Which slowly portion'd out the promis'd time Whose nurse had left it.
That brought him not to bless me with his sight Otway's Venice Preserved.
Joanna Baillie's Rayner Love reckons hours for months, and days for years;
Yes, And every little absence is an age.
The limner's art may trace the absent feature,
Dryden's Amphictrion. And give the eye of distant weeping faith
But oh! the scenes 'mid which they met and
parted, Condemn'd whole years in absence to deplore,
The thoughts—the recollections sweet and bitter, And image charms he must behold no more.
Th’ Elysian dreams of lovers, when they loved,
Who shall restore them?
Maturin's Bertram. Of all affliction taught a lover yet,
Bertram, Bertram ! 'T is sure the hardest science to forget!
How sweet it is to tell the list'ning night
Pope's Eloisa. The name beloved. It is a spell of power Unequal task! a passion to resign,
To wake the buried slumberers of the heart, For hearts so touch'd, so pierced, so lost as mine! Where memory lingers o'er the grave of passion Ere such a soul regains its peaceful state, Watching its tranced sleep. How often must it love, how often hate,
The thoughts of other days are rushing on me, How often hope, despair, resent, regret,
The loved the lost,--the distant, and the dead, Conceal, disdain-do all things but forget! Are with me now, and I will mingle with them
Pope's Eloisa. Till my sense fails, and my raised heart is wrapt
There's not an hour In secret suspension of mortality. of day or dreaming night but I am with thee :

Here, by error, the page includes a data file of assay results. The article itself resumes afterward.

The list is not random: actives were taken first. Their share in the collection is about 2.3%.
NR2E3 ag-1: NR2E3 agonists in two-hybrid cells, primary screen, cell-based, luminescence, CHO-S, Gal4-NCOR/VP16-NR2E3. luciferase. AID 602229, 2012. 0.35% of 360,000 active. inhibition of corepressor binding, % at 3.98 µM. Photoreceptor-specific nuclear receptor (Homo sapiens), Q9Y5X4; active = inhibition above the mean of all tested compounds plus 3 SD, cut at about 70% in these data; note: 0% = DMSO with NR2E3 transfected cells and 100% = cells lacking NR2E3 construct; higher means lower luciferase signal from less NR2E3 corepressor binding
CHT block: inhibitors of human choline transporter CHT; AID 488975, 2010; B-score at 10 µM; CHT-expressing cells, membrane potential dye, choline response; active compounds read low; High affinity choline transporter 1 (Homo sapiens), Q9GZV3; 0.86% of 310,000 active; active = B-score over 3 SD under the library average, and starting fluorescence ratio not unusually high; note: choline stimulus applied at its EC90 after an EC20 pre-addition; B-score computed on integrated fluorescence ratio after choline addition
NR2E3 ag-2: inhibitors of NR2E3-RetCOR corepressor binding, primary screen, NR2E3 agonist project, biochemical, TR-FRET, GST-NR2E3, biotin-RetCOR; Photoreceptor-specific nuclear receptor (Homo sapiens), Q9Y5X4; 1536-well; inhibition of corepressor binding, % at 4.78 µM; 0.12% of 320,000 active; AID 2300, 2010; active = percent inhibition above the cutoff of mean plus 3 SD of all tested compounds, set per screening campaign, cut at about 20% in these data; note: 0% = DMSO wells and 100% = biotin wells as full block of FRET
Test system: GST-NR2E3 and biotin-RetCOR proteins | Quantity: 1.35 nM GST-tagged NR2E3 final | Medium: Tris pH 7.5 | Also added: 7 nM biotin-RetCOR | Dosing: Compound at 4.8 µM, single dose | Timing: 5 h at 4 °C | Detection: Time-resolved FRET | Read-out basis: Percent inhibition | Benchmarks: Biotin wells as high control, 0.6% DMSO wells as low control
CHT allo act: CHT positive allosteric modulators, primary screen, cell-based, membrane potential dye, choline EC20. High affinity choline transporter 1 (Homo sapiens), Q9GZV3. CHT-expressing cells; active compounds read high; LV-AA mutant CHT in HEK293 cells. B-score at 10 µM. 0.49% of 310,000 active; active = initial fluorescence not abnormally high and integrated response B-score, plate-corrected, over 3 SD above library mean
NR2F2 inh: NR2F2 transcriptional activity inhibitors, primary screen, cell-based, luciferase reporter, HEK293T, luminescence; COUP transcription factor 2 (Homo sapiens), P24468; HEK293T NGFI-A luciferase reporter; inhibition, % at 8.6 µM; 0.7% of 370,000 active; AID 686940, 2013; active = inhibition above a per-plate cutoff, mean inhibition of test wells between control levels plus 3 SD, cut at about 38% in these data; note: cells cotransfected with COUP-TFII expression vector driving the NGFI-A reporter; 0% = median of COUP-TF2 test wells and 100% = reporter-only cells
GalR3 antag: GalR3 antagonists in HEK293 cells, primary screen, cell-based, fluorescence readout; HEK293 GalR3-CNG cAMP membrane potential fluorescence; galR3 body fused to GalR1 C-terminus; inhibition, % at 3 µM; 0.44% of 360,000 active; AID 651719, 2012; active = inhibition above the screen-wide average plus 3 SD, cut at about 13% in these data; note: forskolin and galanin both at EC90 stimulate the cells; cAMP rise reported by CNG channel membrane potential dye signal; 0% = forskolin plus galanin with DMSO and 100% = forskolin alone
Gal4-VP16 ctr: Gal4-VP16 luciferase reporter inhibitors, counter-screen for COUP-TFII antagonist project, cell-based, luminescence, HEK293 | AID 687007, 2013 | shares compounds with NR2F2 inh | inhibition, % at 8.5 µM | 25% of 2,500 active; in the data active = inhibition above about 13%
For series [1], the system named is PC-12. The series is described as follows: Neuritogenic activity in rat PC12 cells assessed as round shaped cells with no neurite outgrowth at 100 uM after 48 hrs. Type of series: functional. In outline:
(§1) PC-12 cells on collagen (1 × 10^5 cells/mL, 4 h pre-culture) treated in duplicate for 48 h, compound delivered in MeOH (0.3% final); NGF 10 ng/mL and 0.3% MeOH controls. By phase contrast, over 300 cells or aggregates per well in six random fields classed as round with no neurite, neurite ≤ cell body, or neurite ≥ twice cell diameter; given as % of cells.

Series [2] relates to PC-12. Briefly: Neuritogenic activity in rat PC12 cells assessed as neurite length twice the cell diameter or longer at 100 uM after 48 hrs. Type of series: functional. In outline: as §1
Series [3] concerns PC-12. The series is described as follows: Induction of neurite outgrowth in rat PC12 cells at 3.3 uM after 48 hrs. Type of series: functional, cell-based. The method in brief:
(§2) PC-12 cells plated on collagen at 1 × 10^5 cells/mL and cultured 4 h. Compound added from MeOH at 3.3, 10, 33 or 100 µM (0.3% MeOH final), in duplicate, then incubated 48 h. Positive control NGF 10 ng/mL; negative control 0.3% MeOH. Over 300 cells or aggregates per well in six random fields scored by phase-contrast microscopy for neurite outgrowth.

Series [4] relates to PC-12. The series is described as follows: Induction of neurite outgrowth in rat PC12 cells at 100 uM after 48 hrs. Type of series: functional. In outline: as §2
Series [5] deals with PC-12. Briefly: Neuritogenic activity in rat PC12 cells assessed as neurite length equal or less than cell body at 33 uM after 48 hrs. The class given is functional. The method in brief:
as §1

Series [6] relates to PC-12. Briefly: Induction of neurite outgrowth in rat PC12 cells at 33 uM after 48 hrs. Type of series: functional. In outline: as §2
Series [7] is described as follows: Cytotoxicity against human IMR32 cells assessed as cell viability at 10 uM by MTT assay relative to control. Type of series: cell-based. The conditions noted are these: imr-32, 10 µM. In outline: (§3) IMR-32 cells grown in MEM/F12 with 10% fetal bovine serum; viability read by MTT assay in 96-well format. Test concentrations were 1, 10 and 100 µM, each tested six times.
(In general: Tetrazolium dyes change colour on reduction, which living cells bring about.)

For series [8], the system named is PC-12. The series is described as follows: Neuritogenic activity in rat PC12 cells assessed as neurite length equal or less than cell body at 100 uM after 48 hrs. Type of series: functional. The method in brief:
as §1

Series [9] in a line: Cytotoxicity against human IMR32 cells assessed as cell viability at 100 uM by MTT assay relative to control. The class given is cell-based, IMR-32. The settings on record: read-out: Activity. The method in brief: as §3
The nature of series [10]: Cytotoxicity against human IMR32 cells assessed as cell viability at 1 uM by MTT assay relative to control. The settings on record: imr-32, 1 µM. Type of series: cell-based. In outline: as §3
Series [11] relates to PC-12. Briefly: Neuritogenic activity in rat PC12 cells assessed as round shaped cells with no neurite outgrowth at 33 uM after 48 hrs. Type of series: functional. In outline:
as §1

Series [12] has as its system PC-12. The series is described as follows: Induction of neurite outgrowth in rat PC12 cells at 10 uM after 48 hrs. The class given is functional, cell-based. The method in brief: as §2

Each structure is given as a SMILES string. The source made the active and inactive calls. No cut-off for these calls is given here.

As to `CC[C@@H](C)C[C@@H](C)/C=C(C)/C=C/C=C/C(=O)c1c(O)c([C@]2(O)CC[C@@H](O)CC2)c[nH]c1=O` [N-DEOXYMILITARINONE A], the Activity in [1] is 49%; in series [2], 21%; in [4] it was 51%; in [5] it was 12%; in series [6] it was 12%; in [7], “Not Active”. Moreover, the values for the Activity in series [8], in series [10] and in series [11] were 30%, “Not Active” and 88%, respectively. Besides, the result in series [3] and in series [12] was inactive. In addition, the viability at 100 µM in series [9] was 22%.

Maturin's Bertram. There's not a wind but whispers of thy name,
Long did his wife, And not a flower that sleeps beneath the moon
Suckling her babe, her only one, look out But in its hues or fragrance tells a tale
The way he went at parting,—but he came not! Of thee.
Rogers's Italy. Proctor's Mirandola. Methinks I see thee straying on the beach,
There as she sought repose, her sorrowing heart And asking of the surge that bathes thy foot
Recall'd her absent love with bitter sighs;
Regret had deeply fix'd the poison’d dart,
In vain she sceks to close her weary eyes,
Those eyes still swim incessantly in tears, ls cause of half the poverty we feel,
Hope in her cheerless bosom fading dies, And makes the world the wilderness it is.
Distracted by a thousand cruel fears,
While banish'd from his love for ever she appears. Cowper's Task.
Mrs. Tighe's Psyche. Iler fancy follow'd him through foaming waves To distant shores, and she would sit and weep As slow our ship her foamy track At what a sailor suffers. Fancy, too,
Against the wind was cleaving, Delusive most where warmest wishes are, Her trembling pennant still look'd back Would oft anticipate his glad return,
To that dear isle 't was leaving. And dream of transports she was not to know. So loath we part from all we love,
Cowper's Task. From all the links that bind us ; Where'er I roam, whatever realms to see,